Reform movement expresses concerns about Jeff Sessions for attorney general

WASHINGTON (JTA) — The Reform movement signaled “significant concerns” about the prospect of Sen. Jeff Sessions, R-Ala., becoming attorney general as the Senate commenced his confirmation hearings.

“As the nation’s top law enforcement officer, Senator Sessions would be responsible for enforcing key civil rights laws that he has demonstrated hostility toward over more than 30 years in public life,” said a statement by Rabbi Jonah Pesner, the director of the Religious Action Center, who said he was speaking on behalf of all the movement’s arms.

“On issues of vital importance to the Reform Movement, including voting rights, women’s rights, LGBT equality and immigration, Senator Sessions has a voting record and a history of statements that raise alarm,” he said.

The statement specifically cited Sessions’ repeated objections to the Voting Rights Act, which was passed in 1965 with significant support from the Reform movement. The act required states and regions that had systematically repressed black voting before its passage to seek Justice Department review before making any substantial changes.

In 2013, in a decision Sessions praised and which the Reform movement opposed, the Supreme Court removed the restrictions requiring prior review, saying they were outdated. The federal government may still, under the act, sue states for discriminatory practices, but now must do so after the fact. The Reform movement has focused in recent years on a campaign to reintroduce a mechanism that would allow for prior review.

The Reform statement listed other concerns, including allegations that Sessions made racially charged statements when he was a U.S. attorney early in his career, and his opposition to abortion rights, to the reenactment of the Violence against Women Act and to laws that increase penalties for crimes driven by bigotry. It also noted his support for stiffening laws that restrict immigration.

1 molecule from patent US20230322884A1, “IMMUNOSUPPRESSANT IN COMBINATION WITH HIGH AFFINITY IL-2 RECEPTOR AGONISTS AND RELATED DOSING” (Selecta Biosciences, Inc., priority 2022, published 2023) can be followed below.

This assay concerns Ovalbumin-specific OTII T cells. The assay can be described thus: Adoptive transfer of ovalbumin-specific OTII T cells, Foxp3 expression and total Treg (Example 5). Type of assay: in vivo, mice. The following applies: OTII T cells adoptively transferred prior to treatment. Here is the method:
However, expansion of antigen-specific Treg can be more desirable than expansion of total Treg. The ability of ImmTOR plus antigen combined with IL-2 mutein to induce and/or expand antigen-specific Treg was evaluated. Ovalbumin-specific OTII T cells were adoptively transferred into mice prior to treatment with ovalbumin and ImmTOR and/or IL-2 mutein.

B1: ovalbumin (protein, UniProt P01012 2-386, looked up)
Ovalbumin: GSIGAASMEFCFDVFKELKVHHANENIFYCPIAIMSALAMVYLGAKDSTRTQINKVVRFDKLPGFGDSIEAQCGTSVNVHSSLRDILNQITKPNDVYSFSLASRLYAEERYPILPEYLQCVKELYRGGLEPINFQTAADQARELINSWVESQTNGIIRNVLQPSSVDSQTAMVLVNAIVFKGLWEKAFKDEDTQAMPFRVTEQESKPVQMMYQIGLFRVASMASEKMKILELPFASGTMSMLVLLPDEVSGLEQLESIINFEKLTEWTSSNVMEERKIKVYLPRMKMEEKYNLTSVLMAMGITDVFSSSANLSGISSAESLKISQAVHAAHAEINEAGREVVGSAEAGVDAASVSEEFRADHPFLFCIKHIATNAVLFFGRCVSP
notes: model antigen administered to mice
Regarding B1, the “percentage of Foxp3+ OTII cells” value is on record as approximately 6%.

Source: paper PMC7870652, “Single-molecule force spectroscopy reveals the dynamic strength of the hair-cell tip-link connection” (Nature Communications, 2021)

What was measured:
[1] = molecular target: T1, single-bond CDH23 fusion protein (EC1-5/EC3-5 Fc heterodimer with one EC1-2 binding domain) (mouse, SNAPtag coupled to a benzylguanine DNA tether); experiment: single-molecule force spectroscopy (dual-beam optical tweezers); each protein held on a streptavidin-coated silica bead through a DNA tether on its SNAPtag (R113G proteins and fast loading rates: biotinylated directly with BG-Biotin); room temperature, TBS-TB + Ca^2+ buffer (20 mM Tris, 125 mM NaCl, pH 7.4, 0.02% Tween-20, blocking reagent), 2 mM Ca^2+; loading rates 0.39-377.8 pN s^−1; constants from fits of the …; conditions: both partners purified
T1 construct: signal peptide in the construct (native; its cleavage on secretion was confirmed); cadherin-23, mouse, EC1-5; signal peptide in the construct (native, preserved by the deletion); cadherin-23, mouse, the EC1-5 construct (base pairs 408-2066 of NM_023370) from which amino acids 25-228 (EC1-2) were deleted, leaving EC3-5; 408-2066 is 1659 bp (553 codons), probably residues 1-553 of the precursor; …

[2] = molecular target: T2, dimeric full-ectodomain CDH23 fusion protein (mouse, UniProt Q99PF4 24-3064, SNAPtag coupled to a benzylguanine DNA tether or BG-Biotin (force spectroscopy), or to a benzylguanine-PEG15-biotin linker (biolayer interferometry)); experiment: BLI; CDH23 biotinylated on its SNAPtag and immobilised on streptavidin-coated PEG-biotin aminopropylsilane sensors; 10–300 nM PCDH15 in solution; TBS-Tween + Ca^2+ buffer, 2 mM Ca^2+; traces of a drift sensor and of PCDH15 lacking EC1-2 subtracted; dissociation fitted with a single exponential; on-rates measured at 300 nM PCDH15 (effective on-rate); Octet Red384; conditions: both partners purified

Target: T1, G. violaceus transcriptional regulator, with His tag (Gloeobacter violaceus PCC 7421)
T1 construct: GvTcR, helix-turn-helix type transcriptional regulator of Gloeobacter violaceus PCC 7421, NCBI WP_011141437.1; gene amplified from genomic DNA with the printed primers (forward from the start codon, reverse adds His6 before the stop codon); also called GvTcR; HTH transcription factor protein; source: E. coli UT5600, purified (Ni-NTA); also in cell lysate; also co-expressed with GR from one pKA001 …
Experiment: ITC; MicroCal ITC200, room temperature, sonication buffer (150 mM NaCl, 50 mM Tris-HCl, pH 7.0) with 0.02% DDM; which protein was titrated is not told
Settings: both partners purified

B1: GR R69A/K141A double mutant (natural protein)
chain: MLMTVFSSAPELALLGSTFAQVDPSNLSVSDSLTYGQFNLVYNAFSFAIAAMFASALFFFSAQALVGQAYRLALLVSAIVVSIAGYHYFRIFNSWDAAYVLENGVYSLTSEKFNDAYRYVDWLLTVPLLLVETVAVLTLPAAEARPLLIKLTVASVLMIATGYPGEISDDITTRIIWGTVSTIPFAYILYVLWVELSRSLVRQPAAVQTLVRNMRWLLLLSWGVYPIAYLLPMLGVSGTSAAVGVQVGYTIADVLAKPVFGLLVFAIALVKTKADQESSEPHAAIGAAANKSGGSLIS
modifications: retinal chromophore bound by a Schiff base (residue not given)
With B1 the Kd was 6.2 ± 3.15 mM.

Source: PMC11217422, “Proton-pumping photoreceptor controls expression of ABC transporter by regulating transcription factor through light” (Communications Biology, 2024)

In his testimony as Senate hearings commenced Tuesday, Sessions, the first senator to endorse President-elect Donald Trump during the primaries, addressed some of these concerns. Sessions said that he saw the 1973 Supreme Court ruling protecting abortion rights as law and other rulings protecting same-sex marriage as the “law of the land.” He also denied racially charged comments attributed to him.

A number of other liberal groups, including Bend the Arc, the National Council of Jewish Women and Jewish Women International, had previously declared their opposition to the Sessions nomination.

The three groups and a number of regional NCJW chapters joined a letter Monday to members of the Senate Judiciary Committee urging members not to confirm Sessions. The letter, initiated by The Leadership Conference on Civil and Human Rights, accrued signatures from 650 national and local groups.

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